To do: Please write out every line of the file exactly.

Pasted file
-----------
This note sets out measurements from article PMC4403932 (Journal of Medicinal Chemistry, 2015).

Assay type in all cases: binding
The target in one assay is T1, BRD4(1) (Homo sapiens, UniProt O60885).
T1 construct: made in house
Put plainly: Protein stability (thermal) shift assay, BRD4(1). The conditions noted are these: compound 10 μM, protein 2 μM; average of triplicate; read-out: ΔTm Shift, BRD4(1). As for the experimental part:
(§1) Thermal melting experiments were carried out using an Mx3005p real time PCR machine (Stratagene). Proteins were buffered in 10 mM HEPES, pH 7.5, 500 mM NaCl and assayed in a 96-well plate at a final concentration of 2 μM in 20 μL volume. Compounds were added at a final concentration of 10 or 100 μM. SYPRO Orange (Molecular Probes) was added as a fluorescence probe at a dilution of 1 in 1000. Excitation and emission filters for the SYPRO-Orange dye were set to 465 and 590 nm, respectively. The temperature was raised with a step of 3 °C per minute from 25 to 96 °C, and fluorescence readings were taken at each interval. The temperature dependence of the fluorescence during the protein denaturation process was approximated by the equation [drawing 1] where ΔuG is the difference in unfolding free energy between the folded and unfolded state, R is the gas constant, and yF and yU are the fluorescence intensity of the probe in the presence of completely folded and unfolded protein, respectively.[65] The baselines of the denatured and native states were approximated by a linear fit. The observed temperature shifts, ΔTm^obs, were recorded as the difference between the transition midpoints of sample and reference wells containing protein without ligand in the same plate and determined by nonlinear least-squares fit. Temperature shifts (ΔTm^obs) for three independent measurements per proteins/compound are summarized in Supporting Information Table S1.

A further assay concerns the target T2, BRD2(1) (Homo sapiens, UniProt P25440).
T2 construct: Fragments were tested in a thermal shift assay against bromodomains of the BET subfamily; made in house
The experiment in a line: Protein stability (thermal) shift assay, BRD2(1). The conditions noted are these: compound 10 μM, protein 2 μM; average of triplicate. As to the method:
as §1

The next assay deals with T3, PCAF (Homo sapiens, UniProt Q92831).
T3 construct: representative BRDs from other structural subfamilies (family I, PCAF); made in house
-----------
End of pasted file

This note sets out measurements from article PMC4403932 (Journal of Medicinal Chemistry, 2015).

Assay type in all cases: binding
The target in one assay is T1, BRD4(1) (Homo sapiens, UniProt O60885).
T1 construct: made in house
Put plainly: Protein stability (thermal) shift assay, BRD4(1). The conditions noted are these: compound 10 μM, protein 2 μM; average of triplicate; read-out: ΔTm Shift, BRD4(1). As for the experimental part:
(§1) Thermal melting experiments were carried out using an Mx3005p real time PCR machine (Stratagene). Proteins were buffered in 10 mM HEPES, pH 7.5, 500 mM NaCl and assayed in a 96-well plate at a final concentration of 2 μM in 20 μL volume. Compounds were added at a final concentration of 10 or 100 μM. SYPRO Orange (Molecular Probes) was added as a fluorescence probe at a dilution of 1 in 1000. Excitation and emission filters for the SYPRO-Orange dye were set to 465 and 590 nm, respectively. The temperature was raised with a step of 3 °C per minute from 25 to 96 °C, and fluorescence readings were taken at each interval. The temperature dependence of the fluorescence during the protein denaturation process was approximated by the equation [drawing 1] where ΔuG is the difference in unfolding free energy between the folded and unfolded state, R is the gas constant, and yF and yU are the fluorescence intensity of the probe in the presence of completely folded and unfolded protein, respectively.[65] The baselines of the denatured and native states were approximated by a linear fit. The observed temperature shifts, ΔTm^obs, were recorded as the difference between the transition midpoints of sample and reference wells containing protein without ligand in the same plate and determined by nonlinear least-squares fit. Temperature shifts (ΔTm^obs) for three independent measurements per proteins/compound are summarized in Supporting Information Table S1.

A further assay concerns the target T2, BRD2(1) (Homo sapiens, UniProt P25440).
T2 construct: Fragments were tested in a thermal shift assay against bromodomains of the BET subfamily; made in house
The experiment in a line: Protein stability (thermal) shift assay, BRD2(1). The conditions noted are these: compound 10 μM, protein 2 μM; average of triplicate. As to the method:
as §1

The next assay deals with T3, PCAF (Homo sapiens, UniProt Q92831).
T3 construct: representative BRDs from other structural subfamilies (family I, PCAF); made in house